Ri In-mo

Ri In-mo[2] (Korean리인모; 24 August 1917[3] - 16 June 2007)[4] was an unconverted long-term prisoner who spent 40 years in prison and under restriction of freedom in South Korea.

Ri In-mo
Ri In-mo portrait.jpg
Born(1917-08-24)24 August 1917
Died16 June 2007(2007-06-16) (aged 89)
NationalityNorth Korean
Known forPolitical prisoner of South Korea
Ri In-mo
Revised RomanizationYi In-mo
McCune–ReischauerRi In-mo


Described by the Korean Central News Agency as "well-known among the DPRK people as an incarnation of faith and will"[3] and "a pro-reunification patriotic fighter,"[5] Ri was born in 1917 in Kimhyonggwon County during the Japanese occupation of Korea. He was arrested by South Korea while fighting as a guerilla in Jirisan[3] in January 1952 while serving as a war correspondent of the Korean Peoples Army during the Korean War. Ri served 34 years in prison in South Korea.[6] During his incarceration, Ri was offered his freedom in exchange for signing a form renouncing his political beliefs but repeatedly refused.

Ri was released in 1988 but South Korean authorities continued to restrict his activities. He was repatriated to North Korea in March 1993 and was reunited with his wife and daughter.[6] Following his repatriation, Ri was in ill health, apparently due to the conditions he experienced in prison.[3] He underwent medical treatment in the United States in 1996.[6] After his health improved, his suffering in prison was put into film by North Korea.[7] Ri's numerous public appearances made him popular in the North.[6] However, the film's mentions of hunger strikes – and therefore the suggestion that food in South Korean prisons was so abundant that one could go on hunger strike – had the undesired effect of suggesting to the North Koreans that life in the South Korean prisons were not as bad as believed.[7]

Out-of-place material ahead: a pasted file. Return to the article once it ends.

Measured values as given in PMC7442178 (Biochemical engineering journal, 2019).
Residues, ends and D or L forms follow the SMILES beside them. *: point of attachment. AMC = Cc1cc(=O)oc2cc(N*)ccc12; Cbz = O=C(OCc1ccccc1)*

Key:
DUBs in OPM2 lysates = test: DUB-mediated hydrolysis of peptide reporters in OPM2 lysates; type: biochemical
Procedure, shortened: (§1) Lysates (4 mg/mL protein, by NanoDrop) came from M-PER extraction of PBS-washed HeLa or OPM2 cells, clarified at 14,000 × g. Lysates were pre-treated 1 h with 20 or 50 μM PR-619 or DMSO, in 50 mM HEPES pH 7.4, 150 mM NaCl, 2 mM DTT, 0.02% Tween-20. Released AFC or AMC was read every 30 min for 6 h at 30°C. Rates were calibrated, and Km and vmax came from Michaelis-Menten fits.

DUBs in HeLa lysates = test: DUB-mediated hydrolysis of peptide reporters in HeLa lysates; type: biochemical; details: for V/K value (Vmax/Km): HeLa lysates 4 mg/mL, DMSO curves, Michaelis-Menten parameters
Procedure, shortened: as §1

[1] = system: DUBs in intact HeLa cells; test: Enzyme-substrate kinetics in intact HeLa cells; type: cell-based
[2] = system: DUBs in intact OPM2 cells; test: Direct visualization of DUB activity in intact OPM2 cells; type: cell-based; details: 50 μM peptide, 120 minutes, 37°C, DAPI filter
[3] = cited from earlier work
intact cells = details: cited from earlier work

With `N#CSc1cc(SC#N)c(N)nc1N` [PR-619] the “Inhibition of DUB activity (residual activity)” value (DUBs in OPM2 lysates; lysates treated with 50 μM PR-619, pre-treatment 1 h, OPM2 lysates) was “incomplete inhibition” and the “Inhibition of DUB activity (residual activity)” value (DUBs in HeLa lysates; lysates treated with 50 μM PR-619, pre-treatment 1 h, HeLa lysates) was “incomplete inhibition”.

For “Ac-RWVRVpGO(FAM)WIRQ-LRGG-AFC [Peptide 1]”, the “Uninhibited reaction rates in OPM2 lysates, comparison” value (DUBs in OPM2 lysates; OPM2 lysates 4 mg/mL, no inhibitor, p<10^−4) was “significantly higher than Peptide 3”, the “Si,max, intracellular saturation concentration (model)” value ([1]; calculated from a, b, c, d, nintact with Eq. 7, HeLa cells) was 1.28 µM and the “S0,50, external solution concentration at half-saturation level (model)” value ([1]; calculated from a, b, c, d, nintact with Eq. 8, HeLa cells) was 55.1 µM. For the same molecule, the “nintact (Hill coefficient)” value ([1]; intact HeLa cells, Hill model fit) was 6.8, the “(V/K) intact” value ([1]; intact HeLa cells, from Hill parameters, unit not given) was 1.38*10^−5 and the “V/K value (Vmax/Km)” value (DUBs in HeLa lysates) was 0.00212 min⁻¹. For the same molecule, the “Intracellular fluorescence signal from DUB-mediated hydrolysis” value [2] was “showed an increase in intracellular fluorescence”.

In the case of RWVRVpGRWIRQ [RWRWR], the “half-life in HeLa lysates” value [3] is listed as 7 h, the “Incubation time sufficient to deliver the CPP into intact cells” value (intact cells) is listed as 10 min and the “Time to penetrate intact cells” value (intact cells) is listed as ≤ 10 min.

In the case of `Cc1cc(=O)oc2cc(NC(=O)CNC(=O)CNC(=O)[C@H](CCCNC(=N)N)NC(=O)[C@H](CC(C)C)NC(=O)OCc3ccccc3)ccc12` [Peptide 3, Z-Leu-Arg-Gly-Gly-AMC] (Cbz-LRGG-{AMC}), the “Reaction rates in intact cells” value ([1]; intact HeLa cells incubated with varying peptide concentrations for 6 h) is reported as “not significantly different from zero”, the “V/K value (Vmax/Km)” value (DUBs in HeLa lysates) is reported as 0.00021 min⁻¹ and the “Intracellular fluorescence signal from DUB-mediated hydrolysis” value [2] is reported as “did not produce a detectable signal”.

Ri died on 16 June 2007 and was given a hero's funeral.[6] His funeral committee was chaired by Kim Yong-nam with Choe Thae-bok as its vice-chairman and had 55 members including Kim Yong-il.[8] A statue was erected in his honour in Pyongyang the following year.[6]


  • Ri In-mo (1993). Incarnation of Faith and Will: Notes of Ri In Mo, Former War Correspondent of the Korean People's Army. Pyongyang: Foreign Languages Publishing House. OCLC 34912928.
  • — (1994). A Withered Leaf Turning Green. Pyongyang: Foreign Languages Publishing House. OCLC 272460322.
  • — (1997). My Life and Faith: Memoirs. Pyongyang: Foreign Languages Publishing House. OCLC 240638109.

See alsoEdit


  1. ^ "Yi, In-mo, 1917-". Linked Data Service Library of Congress. Retrieved 25 July 2015.
  2. ^ Agency, Yonhap News, ed. (27 Dec 2002). North Korea Handbook. Seoul: M. E. Sharpe. p. 470. ISBN 9780765635235. Retrieved 18 April 2015.
  3. ^ a b c d "Ri In Mo, Incarnation of Faith and Will". Korean Central News Agency. 13 February 2015. Archived from the original on 18 April 2015. Retrieved 18 April 2015.
  4. ^ "Ri In Mo Passes Away". KCNA. 17 June 2007. Archived from the original on 12 October 2014. Retrieved 25 July 2015.
  5. ^ "Learning from Spirit of Ri In Mo, Pro-reunification Patriotic Fighter, Encouraged in DPRK". Korean Central News Agency. 2 March 2015. Retrieved 18 April 2015.
  6. ^ a b c d e f James Hoare (13 July 2012). Historical Dictionary of Democratic People's Republic of Korea. Scarecrow Press. p. 327. ISBN 978-0-8108-6151-0.
  7. ^ a b Burdick, Eddie (26 May 2010). Three Days in the Hermit Kingdom: An American Visits North Korea. McFarland. p. 300. ISBN 9780786456536. Retrieved 18 April 2015.
  8. ^ "Ri In Mo Passes Away". KCNA. 17 June 2007. Archived from the original on 12 October 2014.

Further readingEdit